The Oxford Handbook of Japanese Politics
Book, East Asia, Global governance, Centre for the Study of Global Japan, Munk School

Japan and International Organizations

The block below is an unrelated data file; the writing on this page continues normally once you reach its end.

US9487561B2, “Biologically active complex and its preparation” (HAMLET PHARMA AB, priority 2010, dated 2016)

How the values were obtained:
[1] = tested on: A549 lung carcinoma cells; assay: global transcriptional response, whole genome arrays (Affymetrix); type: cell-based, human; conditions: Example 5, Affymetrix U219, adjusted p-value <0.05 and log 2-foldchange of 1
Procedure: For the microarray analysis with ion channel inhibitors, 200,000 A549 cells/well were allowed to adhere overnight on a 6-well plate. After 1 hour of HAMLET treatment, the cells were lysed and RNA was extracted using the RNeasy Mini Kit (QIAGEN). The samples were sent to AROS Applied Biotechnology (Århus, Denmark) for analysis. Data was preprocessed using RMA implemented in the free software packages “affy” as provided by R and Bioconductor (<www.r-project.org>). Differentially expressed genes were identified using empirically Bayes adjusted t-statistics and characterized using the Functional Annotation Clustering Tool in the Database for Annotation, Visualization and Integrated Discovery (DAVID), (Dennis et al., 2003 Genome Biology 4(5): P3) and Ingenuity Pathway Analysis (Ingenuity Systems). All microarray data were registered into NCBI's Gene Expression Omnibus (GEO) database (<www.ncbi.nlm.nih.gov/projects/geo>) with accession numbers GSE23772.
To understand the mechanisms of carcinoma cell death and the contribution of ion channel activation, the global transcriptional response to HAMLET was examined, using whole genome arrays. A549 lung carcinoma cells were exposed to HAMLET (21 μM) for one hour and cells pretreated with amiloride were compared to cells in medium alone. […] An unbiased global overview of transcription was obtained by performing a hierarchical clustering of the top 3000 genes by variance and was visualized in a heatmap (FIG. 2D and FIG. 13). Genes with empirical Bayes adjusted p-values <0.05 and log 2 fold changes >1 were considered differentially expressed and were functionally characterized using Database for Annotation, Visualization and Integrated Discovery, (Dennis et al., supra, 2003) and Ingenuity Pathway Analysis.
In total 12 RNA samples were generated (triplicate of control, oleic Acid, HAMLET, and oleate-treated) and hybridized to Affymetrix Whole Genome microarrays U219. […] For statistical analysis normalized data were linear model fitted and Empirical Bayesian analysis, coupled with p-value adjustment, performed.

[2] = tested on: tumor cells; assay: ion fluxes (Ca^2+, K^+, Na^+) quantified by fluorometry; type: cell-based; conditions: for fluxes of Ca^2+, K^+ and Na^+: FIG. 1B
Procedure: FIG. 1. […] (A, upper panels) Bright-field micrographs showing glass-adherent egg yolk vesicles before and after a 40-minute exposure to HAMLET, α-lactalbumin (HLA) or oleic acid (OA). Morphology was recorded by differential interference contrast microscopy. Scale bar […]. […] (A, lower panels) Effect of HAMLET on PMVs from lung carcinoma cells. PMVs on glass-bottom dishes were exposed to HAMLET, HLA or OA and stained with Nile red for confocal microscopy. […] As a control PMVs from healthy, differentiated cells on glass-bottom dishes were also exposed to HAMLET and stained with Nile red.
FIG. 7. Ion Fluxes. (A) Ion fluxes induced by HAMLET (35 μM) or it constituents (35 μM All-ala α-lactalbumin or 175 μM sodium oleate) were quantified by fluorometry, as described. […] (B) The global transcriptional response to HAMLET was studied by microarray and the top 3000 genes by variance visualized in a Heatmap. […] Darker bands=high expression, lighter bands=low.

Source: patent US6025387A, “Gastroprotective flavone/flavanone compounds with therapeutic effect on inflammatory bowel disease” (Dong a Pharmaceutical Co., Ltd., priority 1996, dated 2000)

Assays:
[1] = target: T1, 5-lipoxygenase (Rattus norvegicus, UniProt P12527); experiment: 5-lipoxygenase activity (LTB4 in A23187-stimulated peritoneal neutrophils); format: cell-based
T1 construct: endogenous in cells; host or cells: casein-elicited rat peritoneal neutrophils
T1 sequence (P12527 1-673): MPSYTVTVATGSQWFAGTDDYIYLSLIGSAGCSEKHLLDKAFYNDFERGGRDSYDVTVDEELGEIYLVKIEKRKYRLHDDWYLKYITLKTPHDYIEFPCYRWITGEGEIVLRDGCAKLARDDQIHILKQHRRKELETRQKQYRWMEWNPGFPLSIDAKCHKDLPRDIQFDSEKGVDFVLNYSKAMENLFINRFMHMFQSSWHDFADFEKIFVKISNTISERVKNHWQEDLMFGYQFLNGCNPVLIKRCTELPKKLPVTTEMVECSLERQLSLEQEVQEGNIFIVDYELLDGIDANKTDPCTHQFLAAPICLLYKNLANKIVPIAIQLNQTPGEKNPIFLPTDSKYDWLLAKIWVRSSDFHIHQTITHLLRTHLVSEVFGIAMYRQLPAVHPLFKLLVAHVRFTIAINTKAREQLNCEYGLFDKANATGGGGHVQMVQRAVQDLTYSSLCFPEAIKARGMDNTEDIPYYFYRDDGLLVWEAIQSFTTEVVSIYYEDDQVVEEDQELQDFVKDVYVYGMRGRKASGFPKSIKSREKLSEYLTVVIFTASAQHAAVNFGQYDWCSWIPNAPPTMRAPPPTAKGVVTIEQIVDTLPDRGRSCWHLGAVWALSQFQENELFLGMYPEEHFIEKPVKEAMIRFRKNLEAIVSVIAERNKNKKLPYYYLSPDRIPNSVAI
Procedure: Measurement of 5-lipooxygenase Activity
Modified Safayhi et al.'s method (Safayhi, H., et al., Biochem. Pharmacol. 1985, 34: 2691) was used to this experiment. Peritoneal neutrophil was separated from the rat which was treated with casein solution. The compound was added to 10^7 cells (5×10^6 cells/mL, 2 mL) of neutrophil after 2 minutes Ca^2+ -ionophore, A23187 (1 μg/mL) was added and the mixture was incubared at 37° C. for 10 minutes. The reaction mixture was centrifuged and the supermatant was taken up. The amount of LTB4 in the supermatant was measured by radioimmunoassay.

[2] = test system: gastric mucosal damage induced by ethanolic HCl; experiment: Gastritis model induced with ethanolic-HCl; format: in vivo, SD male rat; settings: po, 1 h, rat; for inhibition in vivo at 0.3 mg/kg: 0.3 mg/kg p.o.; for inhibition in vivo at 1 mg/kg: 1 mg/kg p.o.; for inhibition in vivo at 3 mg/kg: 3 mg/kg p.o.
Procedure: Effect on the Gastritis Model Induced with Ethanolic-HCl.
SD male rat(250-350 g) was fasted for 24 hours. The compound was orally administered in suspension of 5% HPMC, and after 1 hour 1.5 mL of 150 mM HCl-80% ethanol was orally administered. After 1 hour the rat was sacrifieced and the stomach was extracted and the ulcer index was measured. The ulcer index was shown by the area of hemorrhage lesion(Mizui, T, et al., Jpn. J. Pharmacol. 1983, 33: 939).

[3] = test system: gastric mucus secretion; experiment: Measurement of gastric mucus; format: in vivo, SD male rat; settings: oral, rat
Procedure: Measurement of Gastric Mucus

Japan’s emergence as a great power and economic powerhouse coincided with the rise of international organizations in global politics. International organizations now facilitate cooperation in essentially all arenas of international relations. This article surveys major academic debates about Japan and international organizations across three time periods: from the Meiji Restoration until World War II; the postwar liberal international order; and the recent era of contestation. Japan has played a variety of roles—as creator, reformer, and disruptor of international organizations. After World War II, Japan contributed actively to the liberal international order as a key democratic ally of the United States. Recent shifts in the international system and Japanese domestic politics are reconfiguring Japan’s policy toward international organizations, opening exciting avenues for future research.